Baroi et al.: Biodiesel from JTC Oil 13 the concentration of CH3OK decreased and, at the same time, the concentration of K2CO3 increased (Platonov et al., 2002). However, KHCO3 was found to be a poor catalyst with negligible catalytic activity when compared to that of K2CO3 (Arzamendi et al., 2008). This indicates that CH3OK formed from the reaction between K2CO3 and CH3OH is the main catalyst compound. Thus the result of the transesterification reaction is largely dependent on the CH3OK concentration and hence on the reaction in equation (3). 3.2 Effect of methanol to oil molar ratio Since excess amount of catalyst produces excess soap over time and yields lower conversion, it is necessary to obtain a higher conversion within the shortest possible time using a low amount of catalyst. For this, a fixed amount (4 wt% on oil) catalyst was selected and the methanol to oil molar ratio was varied from 6:1 to 11:1 and the results are shown in Fig. 6. 120 100 % m ole conversion 80 6:1 7:1 60 8:1 9:1 40 10:1 11:1 20 0 0 0.2 0.4 0.6 0.8 1 1.2 Time (hr) Figure. 6 Effect of methanol to oil molar ratio (4 wt% catalysts, 60°C) The results showed that with the increase in the methanol to oil molar ratio, the percent molar conversion increased rapidly with time but after 1 hour the ultimate percent mole conversion was lower compared to that of using lower methanol to oil molar ratio. This showed that the methanol to oil molar ratio had Published by The Berkeley Electronic Press, 2009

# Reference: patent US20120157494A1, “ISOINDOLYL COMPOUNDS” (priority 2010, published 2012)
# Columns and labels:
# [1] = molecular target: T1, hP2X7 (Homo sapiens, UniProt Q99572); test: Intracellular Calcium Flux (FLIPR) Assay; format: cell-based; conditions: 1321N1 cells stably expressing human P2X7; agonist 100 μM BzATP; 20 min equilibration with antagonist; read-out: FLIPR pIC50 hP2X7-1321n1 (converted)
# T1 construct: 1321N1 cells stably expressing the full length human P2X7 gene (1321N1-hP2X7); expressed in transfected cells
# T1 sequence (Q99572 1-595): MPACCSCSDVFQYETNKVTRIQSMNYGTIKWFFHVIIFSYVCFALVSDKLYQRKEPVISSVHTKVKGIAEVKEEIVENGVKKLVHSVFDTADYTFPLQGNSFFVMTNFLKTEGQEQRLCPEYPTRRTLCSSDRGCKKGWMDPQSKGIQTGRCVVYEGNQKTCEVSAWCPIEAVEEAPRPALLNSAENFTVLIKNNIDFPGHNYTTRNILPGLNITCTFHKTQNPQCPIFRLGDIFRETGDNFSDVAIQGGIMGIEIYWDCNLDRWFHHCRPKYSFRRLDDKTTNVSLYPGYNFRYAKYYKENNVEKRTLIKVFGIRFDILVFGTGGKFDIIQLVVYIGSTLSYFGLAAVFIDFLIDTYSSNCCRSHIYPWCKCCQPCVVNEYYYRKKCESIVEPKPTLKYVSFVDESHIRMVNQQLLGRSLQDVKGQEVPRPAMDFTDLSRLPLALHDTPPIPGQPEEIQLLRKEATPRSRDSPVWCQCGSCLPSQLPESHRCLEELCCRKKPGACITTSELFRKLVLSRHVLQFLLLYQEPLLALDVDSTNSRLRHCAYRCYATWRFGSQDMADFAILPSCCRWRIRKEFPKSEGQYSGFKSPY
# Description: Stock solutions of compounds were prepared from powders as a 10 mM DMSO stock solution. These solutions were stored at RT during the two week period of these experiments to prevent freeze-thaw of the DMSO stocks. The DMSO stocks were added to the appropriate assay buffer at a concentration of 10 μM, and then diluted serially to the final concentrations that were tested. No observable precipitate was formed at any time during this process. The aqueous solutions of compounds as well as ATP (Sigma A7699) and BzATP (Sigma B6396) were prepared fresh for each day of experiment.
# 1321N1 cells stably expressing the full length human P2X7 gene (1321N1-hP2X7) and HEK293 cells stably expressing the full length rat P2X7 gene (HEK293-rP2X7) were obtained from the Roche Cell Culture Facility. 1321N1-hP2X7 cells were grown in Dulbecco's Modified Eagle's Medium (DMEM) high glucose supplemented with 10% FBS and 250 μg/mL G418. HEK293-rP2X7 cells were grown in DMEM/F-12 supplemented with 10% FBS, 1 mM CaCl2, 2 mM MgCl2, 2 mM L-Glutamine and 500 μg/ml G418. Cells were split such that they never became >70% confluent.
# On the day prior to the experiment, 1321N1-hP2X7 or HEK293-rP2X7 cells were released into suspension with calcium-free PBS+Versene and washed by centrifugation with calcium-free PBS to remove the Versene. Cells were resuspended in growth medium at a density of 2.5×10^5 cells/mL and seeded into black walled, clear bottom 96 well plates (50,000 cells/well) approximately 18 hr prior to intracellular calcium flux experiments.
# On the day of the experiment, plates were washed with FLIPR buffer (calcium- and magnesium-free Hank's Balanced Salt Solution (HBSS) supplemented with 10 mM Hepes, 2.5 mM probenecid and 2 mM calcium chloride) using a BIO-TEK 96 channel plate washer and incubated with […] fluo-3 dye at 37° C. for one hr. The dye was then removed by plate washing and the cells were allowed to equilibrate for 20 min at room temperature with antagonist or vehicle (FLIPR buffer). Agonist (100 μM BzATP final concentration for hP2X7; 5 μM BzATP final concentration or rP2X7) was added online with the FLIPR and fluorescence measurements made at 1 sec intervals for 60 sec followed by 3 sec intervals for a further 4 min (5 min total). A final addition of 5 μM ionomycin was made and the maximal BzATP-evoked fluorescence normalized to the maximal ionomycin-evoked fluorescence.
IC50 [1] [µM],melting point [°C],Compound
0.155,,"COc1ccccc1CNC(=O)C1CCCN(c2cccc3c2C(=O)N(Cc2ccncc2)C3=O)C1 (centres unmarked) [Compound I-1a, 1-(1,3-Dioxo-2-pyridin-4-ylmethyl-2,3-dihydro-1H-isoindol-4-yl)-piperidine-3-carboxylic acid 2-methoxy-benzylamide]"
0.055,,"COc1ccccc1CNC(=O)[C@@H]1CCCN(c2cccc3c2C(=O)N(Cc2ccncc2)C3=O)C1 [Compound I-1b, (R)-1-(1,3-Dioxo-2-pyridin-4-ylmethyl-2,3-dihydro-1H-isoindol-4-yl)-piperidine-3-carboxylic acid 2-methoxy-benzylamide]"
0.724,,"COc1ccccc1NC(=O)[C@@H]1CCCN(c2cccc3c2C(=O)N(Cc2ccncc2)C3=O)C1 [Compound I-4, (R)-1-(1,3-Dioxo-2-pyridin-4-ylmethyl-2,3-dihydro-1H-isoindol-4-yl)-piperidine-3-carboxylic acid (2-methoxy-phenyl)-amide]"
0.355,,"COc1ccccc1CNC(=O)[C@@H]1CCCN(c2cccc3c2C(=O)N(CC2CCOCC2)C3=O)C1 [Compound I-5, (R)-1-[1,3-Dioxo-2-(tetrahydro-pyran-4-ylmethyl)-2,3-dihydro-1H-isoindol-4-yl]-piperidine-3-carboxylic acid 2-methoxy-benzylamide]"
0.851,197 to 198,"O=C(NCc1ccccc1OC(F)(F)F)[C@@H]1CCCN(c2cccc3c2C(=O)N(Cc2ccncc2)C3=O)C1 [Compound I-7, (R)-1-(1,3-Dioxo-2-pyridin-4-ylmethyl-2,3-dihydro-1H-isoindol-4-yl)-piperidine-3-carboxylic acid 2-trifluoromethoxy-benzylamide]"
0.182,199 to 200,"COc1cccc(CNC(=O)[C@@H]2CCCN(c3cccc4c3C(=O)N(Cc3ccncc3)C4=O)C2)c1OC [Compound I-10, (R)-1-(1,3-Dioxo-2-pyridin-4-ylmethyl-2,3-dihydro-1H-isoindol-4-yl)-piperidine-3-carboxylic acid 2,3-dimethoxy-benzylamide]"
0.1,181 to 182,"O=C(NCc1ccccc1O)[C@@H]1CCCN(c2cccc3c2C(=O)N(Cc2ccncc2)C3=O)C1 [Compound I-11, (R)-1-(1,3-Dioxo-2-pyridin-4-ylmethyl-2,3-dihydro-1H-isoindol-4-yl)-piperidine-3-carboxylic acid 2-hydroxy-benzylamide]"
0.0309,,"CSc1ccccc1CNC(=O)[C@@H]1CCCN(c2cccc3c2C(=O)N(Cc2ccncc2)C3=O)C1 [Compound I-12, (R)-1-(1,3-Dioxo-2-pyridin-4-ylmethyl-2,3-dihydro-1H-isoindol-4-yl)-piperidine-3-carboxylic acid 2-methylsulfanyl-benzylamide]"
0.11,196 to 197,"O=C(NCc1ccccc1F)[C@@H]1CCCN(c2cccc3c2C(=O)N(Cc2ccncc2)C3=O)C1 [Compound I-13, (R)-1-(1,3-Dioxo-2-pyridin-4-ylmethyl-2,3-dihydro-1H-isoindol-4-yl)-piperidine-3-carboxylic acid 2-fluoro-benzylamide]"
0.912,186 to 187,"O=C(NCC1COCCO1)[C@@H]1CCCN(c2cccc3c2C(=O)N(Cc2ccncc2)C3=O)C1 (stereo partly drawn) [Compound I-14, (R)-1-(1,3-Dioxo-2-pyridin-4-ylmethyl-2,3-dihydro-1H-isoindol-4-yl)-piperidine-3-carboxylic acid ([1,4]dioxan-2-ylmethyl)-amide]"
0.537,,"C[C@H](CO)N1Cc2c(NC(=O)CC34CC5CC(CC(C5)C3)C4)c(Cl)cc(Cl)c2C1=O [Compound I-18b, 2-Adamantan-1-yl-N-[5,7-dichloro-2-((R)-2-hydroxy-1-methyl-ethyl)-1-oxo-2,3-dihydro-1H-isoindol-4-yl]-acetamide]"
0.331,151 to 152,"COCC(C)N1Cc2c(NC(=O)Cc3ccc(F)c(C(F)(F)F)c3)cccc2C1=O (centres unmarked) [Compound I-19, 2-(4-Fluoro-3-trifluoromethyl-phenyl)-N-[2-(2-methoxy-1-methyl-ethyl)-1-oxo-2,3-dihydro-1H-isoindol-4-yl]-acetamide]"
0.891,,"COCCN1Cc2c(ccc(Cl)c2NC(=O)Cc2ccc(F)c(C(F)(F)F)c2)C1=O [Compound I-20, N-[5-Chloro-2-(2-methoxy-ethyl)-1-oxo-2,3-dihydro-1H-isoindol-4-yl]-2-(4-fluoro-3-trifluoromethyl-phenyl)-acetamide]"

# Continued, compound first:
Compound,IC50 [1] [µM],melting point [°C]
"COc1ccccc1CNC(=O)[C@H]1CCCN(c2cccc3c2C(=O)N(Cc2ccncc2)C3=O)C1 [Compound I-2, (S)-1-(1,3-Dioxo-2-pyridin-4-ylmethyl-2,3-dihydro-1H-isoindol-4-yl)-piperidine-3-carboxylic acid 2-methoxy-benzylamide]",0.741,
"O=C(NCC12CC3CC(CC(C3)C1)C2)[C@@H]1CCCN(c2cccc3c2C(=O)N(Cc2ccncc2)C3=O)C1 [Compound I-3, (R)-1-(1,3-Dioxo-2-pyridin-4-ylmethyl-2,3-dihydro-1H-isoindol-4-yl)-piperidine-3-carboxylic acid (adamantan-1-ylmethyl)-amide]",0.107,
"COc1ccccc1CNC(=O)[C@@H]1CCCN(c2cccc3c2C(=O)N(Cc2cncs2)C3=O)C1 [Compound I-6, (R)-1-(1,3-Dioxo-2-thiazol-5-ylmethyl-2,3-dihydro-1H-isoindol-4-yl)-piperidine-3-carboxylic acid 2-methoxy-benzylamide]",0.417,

14 International Journal of Chemical Reactor Engineering Vol. 7 , Article A72 an effect on the initial higher conversion of the oil to biodiesel but little or no effect at the later stage in the reaction. 3.3 Effect of reaction temperature 120 100 % mole conversion 80 60°C 60 65°C 70°C 40 20 0 0 0.2 0.4 0.6 0.8 1 1.2 Time (hr) Figure 7. Effect of reaction temperature (4 wt% catalyst, 6:1 methanol to oil molar ratio) Figure 7 shows that with an increase in the reaction temperature at or above the boiling point of methanol (65°C), the initial reaction conversion rate increased rapidly but after 1 hour, the ultimate percent mole conversion appears to be lower compared to that of using a lower temperature. The probable reason for this is that above the boiling point, methanol loss by evaporation resulted in less methanol available in the liquid phase for the transesterification reaction, which led to lower conversions. Some studies have demonstrated that the saponification of glycerides by the alkali catalysts is much faster than the transesterification reaction at temperature above 60°C (Patil and Deng, 2009; Eevera et al., 2009). In other words, higher temperatures than 55°C accelerates the side saponification reaction of the glycerides ( Eevera et al., 2009). This may be also the reason for the observed lower conversion at the reaction temperature of 65°C in the present study. In order to minimize methanol loss at a temperature higher than 60°C, we would have had to build a unit that could be pressurized to condense the methanol vapour and reflux it to the reaction zone. Our study did not explore this option. http://www.bepress.com/ijcre/vol7/A72